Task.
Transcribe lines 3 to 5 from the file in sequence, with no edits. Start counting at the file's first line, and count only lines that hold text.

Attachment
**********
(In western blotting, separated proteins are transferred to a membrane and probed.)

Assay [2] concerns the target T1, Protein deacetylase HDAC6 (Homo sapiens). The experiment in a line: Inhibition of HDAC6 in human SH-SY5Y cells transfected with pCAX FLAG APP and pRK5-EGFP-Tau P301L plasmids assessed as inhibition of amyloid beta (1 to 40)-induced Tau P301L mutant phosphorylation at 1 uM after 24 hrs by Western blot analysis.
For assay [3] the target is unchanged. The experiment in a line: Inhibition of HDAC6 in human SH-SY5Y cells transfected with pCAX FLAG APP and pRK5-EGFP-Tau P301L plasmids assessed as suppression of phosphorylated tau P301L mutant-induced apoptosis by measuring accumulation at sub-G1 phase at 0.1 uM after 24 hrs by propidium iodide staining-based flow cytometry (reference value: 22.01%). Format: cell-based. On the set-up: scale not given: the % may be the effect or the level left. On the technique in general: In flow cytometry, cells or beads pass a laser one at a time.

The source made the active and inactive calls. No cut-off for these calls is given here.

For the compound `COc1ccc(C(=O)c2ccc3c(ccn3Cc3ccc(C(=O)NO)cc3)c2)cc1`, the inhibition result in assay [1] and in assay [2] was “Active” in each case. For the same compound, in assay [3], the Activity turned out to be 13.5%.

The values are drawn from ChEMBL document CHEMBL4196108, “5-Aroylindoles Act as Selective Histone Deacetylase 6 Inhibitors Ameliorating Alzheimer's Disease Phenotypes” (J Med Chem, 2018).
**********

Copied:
For assay [3] the target is unchanged. The experiment in a line: Inhibition of HDAC6 in human SH-SY5Y cells transfected with pCAX FLAG APP and pRK5-EGFP-Tau P301L plasmids assessed as suppression of phosphorylated tau P301L mutant-induced apoptosis by measuring accumulation at sub-G1 phase at 0.1 uM after 24 hrs by propidium iodide staining-based flow cytometry (reference value: 22.01%). Format: cell-based. On the set-up: scale not given: the % may be the effect or the level left. On the technique in general: In flow cytometry, cells or beads pass a laser one at a time.

The source made the active and inactive calls. No cut-off for these calls is given here.

For the compound `COc1ccc(C(=O)c2ccc3c(ccn3Cc3ccc(C(=O)NO)cc3)c2)cc1`, the inhibition result in assay [1] and in assay [2] was “Active” in each case. For the same compound, in assay [3], the Activity turned out to be 13.5%.